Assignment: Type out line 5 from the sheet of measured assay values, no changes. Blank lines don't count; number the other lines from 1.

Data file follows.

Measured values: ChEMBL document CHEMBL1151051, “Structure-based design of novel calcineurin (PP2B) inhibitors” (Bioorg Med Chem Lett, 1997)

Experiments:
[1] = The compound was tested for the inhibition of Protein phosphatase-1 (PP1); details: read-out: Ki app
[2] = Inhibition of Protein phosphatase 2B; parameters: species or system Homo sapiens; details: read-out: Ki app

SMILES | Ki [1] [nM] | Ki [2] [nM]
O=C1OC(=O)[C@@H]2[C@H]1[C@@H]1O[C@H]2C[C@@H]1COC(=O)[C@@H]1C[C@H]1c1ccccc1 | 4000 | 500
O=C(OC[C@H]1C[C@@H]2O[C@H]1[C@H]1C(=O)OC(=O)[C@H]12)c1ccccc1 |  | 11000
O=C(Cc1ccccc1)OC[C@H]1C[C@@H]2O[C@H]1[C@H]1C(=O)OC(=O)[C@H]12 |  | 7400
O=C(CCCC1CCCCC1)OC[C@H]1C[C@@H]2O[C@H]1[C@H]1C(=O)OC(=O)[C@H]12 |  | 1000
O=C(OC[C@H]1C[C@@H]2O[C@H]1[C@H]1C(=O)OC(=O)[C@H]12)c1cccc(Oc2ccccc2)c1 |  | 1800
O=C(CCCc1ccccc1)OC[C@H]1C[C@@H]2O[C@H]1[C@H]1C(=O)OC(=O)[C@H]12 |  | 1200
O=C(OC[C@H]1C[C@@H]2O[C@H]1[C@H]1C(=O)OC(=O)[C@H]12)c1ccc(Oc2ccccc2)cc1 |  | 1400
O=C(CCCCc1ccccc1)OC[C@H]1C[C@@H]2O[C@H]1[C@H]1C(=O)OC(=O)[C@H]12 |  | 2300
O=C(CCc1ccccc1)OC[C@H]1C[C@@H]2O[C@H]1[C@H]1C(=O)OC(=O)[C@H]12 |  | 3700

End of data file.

SMILES | Ki [1] [nM] | Ki [2] [nM]